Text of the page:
The Holberg Prize 2014 is awarded to scholar of Islamic history


Michael Cook. Fotokreditering_Denise Applewhite_Princeton UniversityThe British historian Michael Cook is awarded ‘the Nobel Prize of the arts, humanities, social sciences, law and theology’. Terje Lohndal is the youngest recipient ever to be awarded the Nils Klim Prize. The Chair of the Holberg Board, Sigmund Grønmo, announced the winners in Bergen today, March 11. The official award ceremony will take place June 4 in Bergen where the prizes will be presented to the laureates by H.R.H. Crown Prince Haakon and the Minister of Education and Research, Torbjørn Røe Isaksen.According to the Holberg Committee Cook is awarded the prize for developing new perspectives on the relationship between religion, politics and law within Islam. Through his research he emphasizes the role of religious values in the formation of Islamic civilization from the mediaeval period to the present.

Widely published scholar- from English to Persian

Michael Cook has reshaped fields that span from Ottoman studies to the history of the Wahhabiyya movement. He was also among the first scholars to apply non-Islamic sources to the study of the genesis of early Islam.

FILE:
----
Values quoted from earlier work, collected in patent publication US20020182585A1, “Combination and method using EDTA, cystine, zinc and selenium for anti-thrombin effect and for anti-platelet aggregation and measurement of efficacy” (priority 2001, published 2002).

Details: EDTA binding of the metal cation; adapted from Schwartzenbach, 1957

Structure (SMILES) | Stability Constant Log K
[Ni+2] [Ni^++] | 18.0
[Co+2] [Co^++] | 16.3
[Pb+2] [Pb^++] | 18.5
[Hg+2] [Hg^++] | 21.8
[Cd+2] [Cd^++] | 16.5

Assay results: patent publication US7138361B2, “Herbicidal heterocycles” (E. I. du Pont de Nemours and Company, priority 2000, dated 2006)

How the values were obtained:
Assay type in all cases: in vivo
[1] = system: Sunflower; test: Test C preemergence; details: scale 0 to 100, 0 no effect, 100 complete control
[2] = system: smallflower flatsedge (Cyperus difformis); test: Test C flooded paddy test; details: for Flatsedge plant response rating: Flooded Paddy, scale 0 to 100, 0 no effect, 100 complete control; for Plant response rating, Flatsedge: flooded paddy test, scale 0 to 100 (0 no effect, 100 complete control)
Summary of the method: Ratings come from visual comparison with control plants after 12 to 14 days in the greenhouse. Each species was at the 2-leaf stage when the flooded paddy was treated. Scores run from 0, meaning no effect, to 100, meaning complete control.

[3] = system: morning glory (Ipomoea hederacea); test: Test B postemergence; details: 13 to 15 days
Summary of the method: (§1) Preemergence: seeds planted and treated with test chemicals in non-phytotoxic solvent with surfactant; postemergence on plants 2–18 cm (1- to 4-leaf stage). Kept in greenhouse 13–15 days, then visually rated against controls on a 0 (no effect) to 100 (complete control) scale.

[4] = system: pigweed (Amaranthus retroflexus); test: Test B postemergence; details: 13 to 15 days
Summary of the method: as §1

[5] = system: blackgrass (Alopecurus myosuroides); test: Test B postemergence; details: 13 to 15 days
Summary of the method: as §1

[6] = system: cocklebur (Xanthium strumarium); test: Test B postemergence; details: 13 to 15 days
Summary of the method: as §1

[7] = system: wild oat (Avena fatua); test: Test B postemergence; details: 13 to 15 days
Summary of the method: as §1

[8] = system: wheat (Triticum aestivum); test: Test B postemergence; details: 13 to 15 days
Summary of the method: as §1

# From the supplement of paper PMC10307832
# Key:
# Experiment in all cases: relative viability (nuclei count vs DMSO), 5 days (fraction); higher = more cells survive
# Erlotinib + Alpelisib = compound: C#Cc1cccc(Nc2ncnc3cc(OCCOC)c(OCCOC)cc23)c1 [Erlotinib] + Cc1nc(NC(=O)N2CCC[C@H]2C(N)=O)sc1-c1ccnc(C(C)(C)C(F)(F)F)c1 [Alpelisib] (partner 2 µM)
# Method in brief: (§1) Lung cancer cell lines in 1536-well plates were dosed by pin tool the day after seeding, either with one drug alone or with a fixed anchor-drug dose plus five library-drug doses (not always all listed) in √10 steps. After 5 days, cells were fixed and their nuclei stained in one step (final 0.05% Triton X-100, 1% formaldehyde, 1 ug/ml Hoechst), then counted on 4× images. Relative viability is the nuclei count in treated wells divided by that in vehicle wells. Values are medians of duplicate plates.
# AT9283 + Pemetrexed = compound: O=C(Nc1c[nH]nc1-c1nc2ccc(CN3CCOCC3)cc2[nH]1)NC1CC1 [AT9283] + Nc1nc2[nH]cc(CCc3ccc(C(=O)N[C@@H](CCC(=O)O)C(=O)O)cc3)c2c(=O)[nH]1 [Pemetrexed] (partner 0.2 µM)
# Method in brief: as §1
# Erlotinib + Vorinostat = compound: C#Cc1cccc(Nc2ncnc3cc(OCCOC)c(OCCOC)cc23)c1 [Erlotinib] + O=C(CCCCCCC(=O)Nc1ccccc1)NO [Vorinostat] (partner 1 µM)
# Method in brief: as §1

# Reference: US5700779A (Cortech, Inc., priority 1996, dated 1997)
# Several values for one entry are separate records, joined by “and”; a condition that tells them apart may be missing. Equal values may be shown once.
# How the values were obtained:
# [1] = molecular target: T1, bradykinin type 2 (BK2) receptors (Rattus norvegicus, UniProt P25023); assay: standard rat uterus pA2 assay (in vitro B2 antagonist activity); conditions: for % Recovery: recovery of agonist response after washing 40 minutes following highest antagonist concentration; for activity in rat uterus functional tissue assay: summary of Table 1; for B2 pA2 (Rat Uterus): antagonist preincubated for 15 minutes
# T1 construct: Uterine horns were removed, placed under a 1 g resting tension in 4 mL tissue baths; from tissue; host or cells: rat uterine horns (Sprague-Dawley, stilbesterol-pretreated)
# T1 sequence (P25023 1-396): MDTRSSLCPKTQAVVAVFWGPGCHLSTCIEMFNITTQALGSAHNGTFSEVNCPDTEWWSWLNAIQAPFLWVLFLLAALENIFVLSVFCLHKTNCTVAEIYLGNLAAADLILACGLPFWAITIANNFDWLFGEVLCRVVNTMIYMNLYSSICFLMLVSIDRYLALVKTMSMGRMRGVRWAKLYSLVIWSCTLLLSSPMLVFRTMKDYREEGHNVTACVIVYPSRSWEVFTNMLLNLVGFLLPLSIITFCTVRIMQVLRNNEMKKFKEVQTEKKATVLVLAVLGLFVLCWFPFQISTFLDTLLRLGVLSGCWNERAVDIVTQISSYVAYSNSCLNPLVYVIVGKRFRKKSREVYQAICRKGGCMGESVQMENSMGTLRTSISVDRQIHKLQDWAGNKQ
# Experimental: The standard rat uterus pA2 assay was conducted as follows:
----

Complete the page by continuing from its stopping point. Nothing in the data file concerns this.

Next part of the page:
His research has been translated into many languages; Japanese, Arabic and Persian to mention a few. During spring 2014 Cook will publish another book which explores why Islam has gained a prominent political role in our time.

The Holberg Prize amounts to 4,5 million Norwegian kroner and has been called ‘the Nobel Prize of the arts, humanities, social sciences, law and theology’.

The youngest Nils Klim-laureate ever

The linguist, Terje Lohndal (1985), is the youngest recipient of the Nils Klim Prize ever. The Prize amounts to 250 000 Norwegian kroner.

Lohndal receives the Prize due to the originality of his many publications on a high international level.

Lohndal is already an international household name within the linguistics. His research is often characterized as Chomskyan linguistics and formal grammar. Lohndal himself says that he wants to understand the human language faculty.

– I want to know whether there are any language-specific mechanisms at work, and what the interplay between the language faculty and general cognition is. It is an incredibly ambitious and demanding project. Specifically I am looking at the interplay between language structure and meaning, says Lohndal.

Lohndal is educated at the University of Oslo and received his PhD-degree at the Department of language and literature.

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